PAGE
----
Hey Buddy, I am no longer tiburon_guy since we sold it (sad face – SM) but I do have a question that a friend asked me about. He has a 2002 Escalade EXT he bought new (demo actually, 300 miles on it) now it’s at 60k and overall no major issues. He’s attached to the truck and rightfully so, as in my opinion it’s the best model Escalade created by GM.
His question is with it getting up in age (11 years) he’s worried about what to expect trouble wise down the road and if he should part with it soon or keep hold of it due to the low mileage (and garage kept since day one) so it looks pristine. The resell on this truck is pitiful but he also doesn’t want to be stranded. Have you heard any bad things about the 2002 model year of Escalade EXT? I’ve done a little digging but haven’t come up with much.
Additionally, my 2010 Ranger XLT is still kicking ass and taking names, but I wanted to know if you had heard any more of the 5.0L engine swap for our Ranger?
Aside from the well documented piston slap problem on LS-based Vortec truck engines, there’s really nothing to worry about. Yes, it’s an older vehicle and things will always go wrong, but the old Chevy Tahoe underneath the Escalade EXT isn’t exactly striking fear into my heart. Even piston slap isn’t a deal breaker, it’s more of an annoyance that a local engine builder can fix whenever your friend wants a fresh engine…which will be a long, loooong time from now.
So what’s left? A lot of eyeballing and preventative maintenance: fluid changes, rubber product changes (vac lines, belts, hoses, etc) and other wear items that people tend to forget. If that hyperlink scares him off, he either needs a replacement vehicle or a second vehicle to ease the burden. Both can be fun and affordable if done correctly.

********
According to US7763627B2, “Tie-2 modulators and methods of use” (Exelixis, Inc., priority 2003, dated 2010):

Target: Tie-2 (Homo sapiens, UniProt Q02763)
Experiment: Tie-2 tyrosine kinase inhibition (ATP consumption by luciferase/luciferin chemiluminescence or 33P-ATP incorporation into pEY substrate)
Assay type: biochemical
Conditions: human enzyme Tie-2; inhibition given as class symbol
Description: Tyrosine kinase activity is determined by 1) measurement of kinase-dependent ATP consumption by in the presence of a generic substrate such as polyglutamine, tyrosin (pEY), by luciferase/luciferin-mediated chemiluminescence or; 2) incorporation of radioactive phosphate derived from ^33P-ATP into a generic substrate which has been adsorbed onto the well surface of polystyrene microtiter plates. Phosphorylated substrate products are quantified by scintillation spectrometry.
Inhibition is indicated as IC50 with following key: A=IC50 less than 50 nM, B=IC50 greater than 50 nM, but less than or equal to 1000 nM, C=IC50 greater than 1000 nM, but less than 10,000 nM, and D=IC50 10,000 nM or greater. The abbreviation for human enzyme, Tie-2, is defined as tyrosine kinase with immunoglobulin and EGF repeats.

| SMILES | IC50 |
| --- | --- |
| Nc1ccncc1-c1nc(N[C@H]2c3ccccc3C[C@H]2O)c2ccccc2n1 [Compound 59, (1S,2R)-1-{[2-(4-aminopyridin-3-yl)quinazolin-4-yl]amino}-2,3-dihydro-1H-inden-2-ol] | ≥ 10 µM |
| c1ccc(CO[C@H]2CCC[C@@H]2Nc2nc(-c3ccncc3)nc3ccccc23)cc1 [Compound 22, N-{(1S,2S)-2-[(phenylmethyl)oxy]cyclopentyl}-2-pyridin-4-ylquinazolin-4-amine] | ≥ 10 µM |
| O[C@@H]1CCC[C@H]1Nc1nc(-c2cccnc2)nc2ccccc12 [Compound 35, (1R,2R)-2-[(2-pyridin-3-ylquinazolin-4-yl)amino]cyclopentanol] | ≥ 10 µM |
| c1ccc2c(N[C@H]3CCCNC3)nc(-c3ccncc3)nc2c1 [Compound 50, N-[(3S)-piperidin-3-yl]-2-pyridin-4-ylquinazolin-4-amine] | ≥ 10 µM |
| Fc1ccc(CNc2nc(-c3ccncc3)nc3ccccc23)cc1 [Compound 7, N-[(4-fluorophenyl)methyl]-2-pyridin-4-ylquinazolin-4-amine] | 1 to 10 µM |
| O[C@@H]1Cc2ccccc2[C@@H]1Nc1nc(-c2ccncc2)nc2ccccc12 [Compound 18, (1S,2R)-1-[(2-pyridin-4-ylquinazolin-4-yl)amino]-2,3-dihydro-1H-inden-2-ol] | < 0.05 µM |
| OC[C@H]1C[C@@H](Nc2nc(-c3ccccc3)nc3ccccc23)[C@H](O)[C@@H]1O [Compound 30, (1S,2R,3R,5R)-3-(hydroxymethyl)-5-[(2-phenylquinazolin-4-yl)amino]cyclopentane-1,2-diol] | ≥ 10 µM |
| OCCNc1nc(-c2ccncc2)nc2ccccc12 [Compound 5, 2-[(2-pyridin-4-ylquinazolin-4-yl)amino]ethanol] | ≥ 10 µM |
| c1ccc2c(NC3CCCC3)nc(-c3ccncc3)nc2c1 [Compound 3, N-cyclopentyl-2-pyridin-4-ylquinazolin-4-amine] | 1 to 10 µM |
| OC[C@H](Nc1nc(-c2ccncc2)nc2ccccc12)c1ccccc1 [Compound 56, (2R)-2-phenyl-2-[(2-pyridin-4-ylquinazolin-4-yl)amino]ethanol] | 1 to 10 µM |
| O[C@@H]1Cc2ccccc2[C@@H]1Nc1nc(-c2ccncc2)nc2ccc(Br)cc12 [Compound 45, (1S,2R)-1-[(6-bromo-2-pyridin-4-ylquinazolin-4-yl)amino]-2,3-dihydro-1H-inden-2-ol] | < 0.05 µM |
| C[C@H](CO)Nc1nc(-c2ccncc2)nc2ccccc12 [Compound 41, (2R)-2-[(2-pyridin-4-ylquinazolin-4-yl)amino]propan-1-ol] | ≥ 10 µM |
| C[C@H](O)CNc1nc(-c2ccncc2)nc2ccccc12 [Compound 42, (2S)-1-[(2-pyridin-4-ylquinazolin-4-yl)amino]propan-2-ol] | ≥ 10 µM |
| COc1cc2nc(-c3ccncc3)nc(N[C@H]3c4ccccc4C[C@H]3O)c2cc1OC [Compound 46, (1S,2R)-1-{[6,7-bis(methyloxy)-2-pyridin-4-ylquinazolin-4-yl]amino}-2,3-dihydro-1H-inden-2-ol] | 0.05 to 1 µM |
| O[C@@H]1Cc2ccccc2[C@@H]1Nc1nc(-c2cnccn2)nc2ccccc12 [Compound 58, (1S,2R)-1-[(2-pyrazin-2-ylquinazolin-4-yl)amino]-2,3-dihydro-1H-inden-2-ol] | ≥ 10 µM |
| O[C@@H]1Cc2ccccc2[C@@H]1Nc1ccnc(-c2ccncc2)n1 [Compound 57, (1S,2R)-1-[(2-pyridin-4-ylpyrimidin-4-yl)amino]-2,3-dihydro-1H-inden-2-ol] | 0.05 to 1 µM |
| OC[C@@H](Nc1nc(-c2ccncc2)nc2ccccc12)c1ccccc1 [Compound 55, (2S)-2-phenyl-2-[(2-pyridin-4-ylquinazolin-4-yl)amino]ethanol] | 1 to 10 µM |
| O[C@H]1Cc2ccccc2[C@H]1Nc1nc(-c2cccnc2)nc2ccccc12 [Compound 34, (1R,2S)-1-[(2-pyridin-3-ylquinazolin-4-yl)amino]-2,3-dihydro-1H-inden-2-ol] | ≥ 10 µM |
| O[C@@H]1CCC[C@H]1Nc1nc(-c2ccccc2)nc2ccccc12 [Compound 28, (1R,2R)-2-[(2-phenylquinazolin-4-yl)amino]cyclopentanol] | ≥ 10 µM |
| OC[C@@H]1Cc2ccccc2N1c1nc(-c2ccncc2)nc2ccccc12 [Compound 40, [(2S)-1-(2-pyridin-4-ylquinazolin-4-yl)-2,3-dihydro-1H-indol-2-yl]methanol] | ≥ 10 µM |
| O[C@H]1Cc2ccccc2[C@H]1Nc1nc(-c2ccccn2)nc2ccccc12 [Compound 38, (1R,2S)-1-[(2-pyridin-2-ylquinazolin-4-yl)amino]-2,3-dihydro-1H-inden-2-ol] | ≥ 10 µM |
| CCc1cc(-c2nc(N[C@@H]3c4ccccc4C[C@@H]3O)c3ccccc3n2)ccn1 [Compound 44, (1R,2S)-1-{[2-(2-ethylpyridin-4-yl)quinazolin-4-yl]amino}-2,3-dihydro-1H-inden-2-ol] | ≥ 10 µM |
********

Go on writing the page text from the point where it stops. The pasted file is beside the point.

Now about the fantabulousness that is the Ford Ranger: the 5.0 Windsor swap’s been done many times before and this link is helpful. I especially like the job done by this guy, the attention to detail is quite excellent. Check out the interior swap from a Ford Explorer Limited, complete with all the buttons on the steering wheel, automatic HVAC and the fancy trip computer!
Now were you talking about the 5.0 Coyote swap? Looks like that famously swapped Coyote Ranger has been dead in the water since the initial media buzz. Which is sad, but maybe they worked out the wiring, induction, chassis upgrades, transmission change, driveline change, drivability, accessories, HVAC plumbing, etc…or perhaps not.
And maybe you have $20,000-30,000 lying around. But if you did, you’d keep the Ranger, get an 5.0 windsor Explorer Limited for that swap, and use the remaining cash for a new 5.0 Coyote Mustang down payment. Because no matter what, you’ll need a better daily driver than a project truck.
Send your queries to sajeev@thetruthaboutcars.